One of the changes that’s been occuring over the last twenty years is that more and more schools are reducing or eliminating their cursive writing curriculum. One of the responses has been for more people to search for free online resources to help fill in the gaps caused by less hours spent teaching, or to simply find free resources that teach the basics of how to write cursive. This website provides those resources for both capital and lowercase cursive letters for anyone searching for help. This page specifically gives resources to teach how to write a cursive “x”.
If you found this page, it can be quite useful to a number of different people. For parents who are homeschooling their children, all the pages on this site in combination provide the resources for a full curriculum on how to write different cursive letters and this page provides resources for the cursive “x”. Teachers who have students who are struggling with writing a cursive “x” can use the resources provided here to help them practice and correct their own mistakes. Anyone who simply would like to learn to write cursive on their own should be able to do so with the resources provided. The above are a few examples of those who can benefit from this website and this specific page.
There are two main resources provided that can prove to be helpful. The first is a video showing how to correctly write a cursive “x”. In addition, the video goes on to highlight mistakes that are commonly made by those who are first learning to write this letter. The second resource is a cursive “x” worksheet that provides tracing lines. These will help anyone who wants to learn how to write a cursive “x” with the correct stroke and give plenty of practice.
As you may imagine, there are a wide variety of cursive fonts that exist. It’s important to note that there is not a “correct” cursive font and any of these are legitimate. That being said, this website and this page use D’Nealian cursive when teaching how to write cursive letters. There are a couple of reason for this. One important reason is that D’Nealian cursive is the type of cursive that’s taught to most students at school in the United States so it’s the cursive that people are most familiar seeing. Another important reason is that D’Nealian cursive is a basic cursive font that lacks a lot of the fancier curves and embellishments found on other cursive fonts. This makes it easier for beginners to learn and provides a quality foundation in cursive that will allow one to attempt the fancier fonts once it’s learned.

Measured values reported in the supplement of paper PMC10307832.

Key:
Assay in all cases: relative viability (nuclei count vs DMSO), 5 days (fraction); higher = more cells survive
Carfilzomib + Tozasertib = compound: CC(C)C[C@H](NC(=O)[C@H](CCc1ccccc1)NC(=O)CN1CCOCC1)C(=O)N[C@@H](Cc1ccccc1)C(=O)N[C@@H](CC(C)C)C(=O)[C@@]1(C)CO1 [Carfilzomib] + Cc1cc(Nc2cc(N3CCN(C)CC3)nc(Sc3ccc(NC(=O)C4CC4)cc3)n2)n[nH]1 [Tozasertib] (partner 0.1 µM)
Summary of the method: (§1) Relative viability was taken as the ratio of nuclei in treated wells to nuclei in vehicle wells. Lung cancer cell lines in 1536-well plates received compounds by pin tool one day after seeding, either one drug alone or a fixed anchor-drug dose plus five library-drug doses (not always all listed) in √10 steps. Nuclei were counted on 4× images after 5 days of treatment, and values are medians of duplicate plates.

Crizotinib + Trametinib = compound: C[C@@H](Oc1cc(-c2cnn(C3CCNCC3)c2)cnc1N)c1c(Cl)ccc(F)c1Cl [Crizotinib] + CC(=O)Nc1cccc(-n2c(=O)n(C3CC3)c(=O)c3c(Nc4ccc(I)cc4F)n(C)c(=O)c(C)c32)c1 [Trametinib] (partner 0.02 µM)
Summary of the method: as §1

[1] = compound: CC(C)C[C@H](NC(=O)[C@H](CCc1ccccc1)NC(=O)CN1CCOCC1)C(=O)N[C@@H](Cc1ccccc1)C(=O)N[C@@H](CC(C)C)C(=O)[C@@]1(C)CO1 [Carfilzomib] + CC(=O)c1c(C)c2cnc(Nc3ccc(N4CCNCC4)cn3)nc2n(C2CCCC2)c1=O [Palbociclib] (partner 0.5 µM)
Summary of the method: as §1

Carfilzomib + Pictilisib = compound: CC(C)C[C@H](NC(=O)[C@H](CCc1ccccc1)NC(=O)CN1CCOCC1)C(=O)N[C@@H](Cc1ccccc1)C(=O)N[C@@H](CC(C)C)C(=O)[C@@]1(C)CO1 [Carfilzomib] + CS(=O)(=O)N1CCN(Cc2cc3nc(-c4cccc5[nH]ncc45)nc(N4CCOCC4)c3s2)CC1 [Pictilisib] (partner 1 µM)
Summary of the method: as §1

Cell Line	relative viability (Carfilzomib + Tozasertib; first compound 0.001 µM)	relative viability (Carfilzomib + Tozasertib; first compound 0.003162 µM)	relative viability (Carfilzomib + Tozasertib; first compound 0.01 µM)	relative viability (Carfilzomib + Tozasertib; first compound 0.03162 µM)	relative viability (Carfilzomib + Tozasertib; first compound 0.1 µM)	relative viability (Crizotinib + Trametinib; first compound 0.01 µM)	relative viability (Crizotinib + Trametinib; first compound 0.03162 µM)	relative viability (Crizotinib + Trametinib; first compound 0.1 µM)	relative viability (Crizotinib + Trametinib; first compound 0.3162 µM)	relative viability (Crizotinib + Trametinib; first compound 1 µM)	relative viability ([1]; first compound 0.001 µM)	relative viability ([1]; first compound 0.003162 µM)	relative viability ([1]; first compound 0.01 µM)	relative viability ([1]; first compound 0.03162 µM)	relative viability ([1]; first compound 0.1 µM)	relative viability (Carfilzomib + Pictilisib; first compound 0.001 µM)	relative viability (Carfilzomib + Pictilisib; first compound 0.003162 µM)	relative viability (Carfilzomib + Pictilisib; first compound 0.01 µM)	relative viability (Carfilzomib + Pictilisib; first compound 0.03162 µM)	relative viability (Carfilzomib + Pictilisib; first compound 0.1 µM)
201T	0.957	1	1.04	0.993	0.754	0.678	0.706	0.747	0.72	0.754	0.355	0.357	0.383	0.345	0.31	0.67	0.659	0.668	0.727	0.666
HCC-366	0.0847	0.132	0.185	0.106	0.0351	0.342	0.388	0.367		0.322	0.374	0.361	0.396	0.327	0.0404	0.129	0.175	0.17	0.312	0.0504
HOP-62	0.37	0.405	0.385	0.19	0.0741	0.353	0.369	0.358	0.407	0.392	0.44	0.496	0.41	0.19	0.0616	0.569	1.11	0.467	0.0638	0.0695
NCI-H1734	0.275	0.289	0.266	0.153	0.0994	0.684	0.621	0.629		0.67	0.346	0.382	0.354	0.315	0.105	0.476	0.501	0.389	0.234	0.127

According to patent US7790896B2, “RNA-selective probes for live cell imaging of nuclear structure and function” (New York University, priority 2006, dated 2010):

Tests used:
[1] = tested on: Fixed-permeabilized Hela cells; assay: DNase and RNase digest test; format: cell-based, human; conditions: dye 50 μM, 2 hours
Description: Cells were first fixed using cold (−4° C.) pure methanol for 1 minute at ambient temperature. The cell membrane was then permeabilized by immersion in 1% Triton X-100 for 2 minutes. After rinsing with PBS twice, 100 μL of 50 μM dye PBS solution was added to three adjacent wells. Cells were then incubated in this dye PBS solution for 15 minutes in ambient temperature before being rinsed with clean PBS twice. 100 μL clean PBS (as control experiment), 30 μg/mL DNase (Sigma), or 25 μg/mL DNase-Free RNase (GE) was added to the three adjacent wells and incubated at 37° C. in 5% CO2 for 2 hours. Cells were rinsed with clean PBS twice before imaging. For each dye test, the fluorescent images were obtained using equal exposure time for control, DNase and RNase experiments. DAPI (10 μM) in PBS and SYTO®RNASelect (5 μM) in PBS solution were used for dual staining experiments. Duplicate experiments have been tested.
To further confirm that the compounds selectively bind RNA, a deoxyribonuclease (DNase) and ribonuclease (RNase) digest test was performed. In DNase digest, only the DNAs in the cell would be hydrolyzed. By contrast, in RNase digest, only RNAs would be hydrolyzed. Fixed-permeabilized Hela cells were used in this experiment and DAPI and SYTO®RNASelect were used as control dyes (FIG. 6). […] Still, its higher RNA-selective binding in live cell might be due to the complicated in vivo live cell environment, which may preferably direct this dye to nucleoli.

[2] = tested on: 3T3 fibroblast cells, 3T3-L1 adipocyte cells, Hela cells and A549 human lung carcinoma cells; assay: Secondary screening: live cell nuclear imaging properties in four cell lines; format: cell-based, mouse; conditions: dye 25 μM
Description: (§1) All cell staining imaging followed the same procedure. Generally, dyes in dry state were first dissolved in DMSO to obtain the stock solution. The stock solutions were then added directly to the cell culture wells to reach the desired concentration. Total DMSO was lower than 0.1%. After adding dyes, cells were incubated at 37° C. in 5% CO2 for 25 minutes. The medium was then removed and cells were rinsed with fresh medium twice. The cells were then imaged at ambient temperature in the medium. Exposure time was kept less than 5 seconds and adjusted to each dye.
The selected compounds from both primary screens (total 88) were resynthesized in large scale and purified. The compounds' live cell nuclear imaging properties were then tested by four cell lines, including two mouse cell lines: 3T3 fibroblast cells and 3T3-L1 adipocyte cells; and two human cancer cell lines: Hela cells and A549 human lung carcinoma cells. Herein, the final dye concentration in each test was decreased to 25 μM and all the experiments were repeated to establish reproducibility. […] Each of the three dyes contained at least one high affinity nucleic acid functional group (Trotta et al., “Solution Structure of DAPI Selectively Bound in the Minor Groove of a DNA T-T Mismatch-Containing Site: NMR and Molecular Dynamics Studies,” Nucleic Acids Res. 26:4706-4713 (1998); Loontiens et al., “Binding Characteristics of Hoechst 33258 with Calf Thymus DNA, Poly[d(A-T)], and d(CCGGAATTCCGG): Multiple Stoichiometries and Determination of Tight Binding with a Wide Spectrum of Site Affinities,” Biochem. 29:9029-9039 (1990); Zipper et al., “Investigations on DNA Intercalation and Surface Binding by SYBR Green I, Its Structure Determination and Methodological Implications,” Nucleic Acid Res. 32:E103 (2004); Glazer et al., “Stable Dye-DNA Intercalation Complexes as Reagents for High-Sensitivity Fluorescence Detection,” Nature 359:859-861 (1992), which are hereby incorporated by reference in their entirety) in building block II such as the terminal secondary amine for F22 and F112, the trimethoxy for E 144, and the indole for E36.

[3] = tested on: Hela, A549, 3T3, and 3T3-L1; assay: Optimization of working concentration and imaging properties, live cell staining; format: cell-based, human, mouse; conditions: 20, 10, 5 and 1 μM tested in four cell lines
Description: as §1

How to Write a Lowercase Cursive “x”
The cursive “x” is one of the more difficult lowercase cursive letters to learn. This is due to a combination of it not really being much like the printed version and it’s a letter that isn’t used much so it can be easy to forget the correct stroke over time. The result is that you’re likely going to need to spend some extra time and effort in order to master writing the cursive “x” to where you feel confident when writing it. By far the best first step to take isn’t to begin trying to write it but to put down your pencil and watch a video explaining how to properly write it. This will give you a wonderful visual that will help when you actually do put your pencil to paper. The video also takes the time to explain the most common mistakes that people make when first writing a cursive “x” so you can mentally note them and avoid them when you begin writing.
You should definitely watch the video a number of times before moving onto the next step. Once you have, the best option is to download and print a cursive “x” worksheet. The advantage a worksheet has over standard paper is that it will have examples of the cursive “x” with trace lines so you can trace the stroke. If you use the cursive “x” worksheet while also watching the video a few times you should begin to master how to write a cursive “x”. Continue to do this until you feel confident you can write it without the video and worksheet and continue to practice. Once you reach this point, it still can be helpful to return to the video and the cursive “x” worksheet from time to time to confirm you’re still correctly writing it.
Both the video and worksheet are free resources provided so that anyone can learn how to write a cursive “x” if they want to. We’re always interested in hearing what users think about these resources. If you used the video and worksheet, feel free to get in contact with us to let us know what you liked and disliked while trying to learn to write the cursive “x”. Both positive and negative critiques are helpful as it enables us to make changes to improve the resources to make it even easier for those wanting to learn cursive in the future.